My, how the tables have turned – Recording classes

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Near the end of the last millennium, 1996 to 1998 to be exact, I was the administrator primarily responsible for developing the infrastructure necessary for videoconferencing (also known as interactive television or iTV) between classrooms on different campuses of a large metropolitan university. Today, you can do things from your cellphone that we couldn’t do in the 1990s with a million-dollar setup.

But what really shocked me back then was how quickly a selling point — the ability to videotape lessons and make the tapes available in the library to students who missed class — became a bone of contention. Faculty were worried that the university would use those recordings to “teach” the course in the future, putting the faculty member out of a job!

Although this never happened, we did have to make special arrangements to guarantee that any recording was under the direct control of the instructor and was either destroyed or returned to them within a specified timeframe.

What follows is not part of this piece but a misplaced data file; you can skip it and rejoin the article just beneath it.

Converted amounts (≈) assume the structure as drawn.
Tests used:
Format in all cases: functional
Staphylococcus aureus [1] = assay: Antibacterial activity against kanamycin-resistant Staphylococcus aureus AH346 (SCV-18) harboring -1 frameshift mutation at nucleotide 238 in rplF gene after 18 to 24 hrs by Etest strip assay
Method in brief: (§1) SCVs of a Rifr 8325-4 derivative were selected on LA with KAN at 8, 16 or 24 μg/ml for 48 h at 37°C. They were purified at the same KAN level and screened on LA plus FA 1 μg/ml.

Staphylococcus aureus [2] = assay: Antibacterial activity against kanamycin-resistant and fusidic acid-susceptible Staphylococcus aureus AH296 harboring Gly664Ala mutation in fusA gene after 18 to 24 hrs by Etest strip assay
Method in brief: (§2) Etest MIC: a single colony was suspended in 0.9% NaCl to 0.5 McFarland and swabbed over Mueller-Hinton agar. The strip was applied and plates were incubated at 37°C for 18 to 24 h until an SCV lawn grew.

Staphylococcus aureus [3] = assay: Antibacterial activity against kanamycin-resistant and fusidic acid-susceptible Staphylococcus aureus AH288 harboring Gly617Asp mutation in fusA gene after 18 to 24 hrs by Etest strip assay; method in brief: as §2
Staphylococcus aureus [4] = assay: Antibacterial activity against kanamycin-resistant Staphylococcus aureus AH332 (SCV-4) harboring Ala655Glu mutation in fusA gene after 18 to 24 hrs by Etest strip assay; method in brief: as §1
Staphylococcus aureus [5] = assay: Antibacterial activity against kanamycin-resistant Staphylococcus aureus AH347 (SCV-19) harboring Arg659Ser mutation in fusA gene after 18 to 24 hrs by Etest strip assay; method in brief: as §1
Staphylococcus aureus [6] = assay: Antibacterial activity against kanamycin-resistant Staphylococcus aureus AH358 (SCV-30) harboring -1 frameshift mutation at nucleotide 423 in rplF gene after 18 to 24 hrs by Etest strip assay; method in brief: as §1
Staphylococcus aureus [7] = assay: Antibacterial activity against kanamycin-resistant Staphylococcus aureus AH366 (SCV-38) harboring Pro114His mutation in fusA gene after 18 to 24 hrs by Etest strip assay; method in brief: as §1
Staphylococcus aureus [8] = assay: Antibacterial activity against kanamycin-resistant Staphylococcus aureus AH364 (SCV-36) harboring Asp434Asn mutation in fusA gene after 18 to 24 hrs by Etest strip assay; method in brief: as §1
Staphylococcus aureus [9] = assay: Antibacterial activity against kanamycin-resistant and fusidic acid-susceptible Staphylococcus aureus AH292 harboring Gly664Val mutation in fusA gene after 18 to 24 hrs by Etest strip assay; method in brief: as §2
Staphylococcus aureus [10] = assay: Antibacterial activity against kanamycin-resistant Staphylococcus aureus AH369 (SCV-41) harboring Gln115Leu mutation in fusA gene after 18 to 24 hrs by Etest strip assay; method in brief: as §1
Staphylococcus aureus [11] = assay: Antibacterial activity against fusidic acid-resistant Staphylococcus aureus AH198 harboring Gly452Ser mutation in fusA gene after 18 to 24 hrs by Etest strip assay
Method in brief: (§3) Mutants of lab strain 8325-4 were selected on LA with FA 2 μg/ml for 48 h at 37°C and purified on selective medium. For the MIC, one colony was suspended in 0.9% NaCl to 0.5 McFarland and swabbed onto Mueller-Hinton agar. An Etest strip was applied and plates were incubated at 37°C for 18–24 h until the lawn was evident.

FERPA: New technology, new concerns

Today, at a mid-size suburban community college, I wrangle three different videoconferencing platforms, two of which are bundled “for free” with other licensed software packages. Faculty seem to be constantly recording their classes, and now I’m the one worried about it! I’ve heard that the three most important things in real estate are: location, location and location; my three biggest concerns with recording faculty and students are certainly FERPA, FERPA and FERPA.

This article is part of a biweekly series provided by the Instructional Technology Council, an affiliated council of the American Association of Community Colleges.

However unlikely, it’s within the realm of possibility that education records could be disclosed within a class and that would be a clear FERPA violation. Sharing a video of that disclosure would compound the issue. Education records include, but are not limited to, grades, class lists, course schedules etc. Unlikely to come up in public discussion, but not impossible. Much more likely is that directory information such as student names would be disclosed.